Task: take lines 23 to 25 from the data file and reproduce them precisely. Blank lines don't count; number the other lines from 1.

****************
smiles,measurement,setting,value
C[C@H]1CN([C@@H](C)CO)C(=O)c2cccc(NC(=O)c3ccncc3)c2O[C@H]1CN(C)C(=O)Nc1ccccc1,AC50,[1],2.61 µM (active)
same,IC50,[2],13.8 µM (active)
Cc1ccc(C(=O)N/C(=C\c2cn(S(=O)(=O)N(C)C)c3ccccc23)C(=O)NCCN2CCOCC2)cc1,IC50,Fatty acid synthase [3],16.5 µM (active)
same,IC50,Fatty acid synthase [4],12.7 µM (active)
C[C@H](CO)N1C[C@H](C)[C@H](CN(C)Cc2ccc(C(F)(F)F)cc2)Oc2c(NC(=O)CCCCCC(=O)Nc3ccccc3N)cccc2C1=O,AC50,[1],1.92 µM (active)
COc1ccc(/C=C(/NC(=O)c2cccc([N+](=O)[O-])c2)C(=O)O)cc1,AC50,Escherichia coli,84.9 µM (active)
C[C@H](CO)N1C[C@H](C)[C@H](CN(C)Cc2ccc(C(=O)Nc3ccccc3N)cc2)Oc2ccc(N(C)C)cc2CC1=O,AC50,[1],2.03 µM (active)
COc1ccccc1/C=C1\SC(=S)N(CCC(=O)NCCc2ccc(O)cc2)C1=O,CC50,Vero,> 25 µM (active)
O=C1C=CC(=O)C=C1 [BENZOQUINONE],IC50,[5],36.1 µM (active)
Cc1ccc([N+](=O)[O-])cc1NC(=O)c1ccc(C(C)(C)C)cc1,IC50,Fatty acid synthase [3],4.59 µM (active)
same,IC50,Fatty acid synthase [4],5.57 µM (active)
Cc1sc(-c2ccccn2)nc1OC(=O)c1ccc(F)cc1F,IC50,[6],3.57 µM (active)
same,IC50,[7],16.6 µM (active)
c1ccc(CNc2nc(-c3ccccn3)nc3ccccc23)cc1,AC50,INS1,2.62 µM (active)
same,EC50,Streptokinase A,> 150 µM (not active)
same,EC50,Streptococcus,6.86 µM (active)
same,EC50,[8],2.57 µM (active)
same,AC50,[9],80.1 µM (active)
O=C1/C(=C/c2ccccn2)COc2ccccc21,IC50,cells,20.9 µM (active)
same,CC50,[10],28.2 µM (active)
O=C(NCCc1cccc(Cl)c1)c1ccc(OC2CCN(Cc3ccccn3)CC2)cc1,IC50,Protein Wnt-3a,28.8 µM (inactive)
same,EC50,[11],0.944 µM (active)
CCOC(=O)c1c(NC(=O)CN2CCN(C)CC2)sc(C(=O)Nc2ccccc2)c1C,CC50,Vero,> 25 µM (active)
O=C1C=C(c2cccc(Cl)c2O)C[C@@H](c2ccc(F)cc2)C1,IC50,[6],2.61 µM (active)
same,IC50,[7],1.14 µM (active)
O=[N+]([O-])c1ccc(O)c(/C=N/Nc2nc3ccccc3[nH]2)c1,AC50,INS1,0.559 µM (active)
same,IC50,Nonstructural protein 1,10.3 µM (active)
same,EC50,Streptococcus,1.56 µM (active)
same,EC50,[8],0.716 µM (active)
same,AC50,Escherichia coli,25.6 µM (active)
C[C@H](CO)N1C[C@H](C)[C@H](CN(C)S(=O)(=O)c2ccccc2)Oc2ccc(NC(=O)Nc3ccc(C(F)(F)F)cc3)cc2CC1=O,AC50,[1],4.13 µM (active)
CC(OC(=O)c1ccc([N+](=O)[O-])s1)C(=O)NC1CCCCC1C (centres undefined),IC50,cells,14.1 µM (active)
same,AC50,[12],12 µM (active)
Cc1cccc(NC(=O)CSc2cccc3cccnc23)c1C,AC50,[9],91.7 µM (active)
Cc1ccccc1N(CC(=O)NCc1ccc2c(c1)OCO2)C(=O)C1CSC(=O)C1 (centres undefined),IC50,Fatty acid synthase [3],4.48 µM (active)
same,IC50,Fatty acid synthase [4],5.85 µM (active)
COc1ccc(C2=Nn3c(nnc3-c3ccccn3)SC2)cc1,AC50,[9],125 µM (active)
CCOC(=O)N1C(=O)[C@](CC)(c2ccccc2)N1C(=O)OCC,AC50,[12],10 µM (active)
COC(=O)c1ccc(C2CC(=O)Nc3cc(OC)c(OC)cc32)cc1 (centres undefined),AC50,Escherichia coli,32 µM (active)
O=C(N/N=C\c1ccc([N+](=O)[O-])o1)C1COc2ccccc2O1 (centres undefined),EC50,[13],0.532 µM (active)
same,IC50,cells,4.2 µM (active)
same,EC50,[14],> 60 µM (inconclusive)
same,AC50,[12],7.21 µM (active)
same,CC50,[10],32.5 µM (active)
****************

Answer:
same,EC50,[11],0.944 µM (active)
CCOC(=O)c1c(NC(=O)CN2CCN(C)CC2)sc(C(=O)Nc2ccccc2)c1C,CC50,Vero,> 25 µM (active)
O=C1C=C(c2cccc(Cl)c2O)C[C@@H](c2ccc(F)cc2)C1,IC50,[6],2.61 µM (active)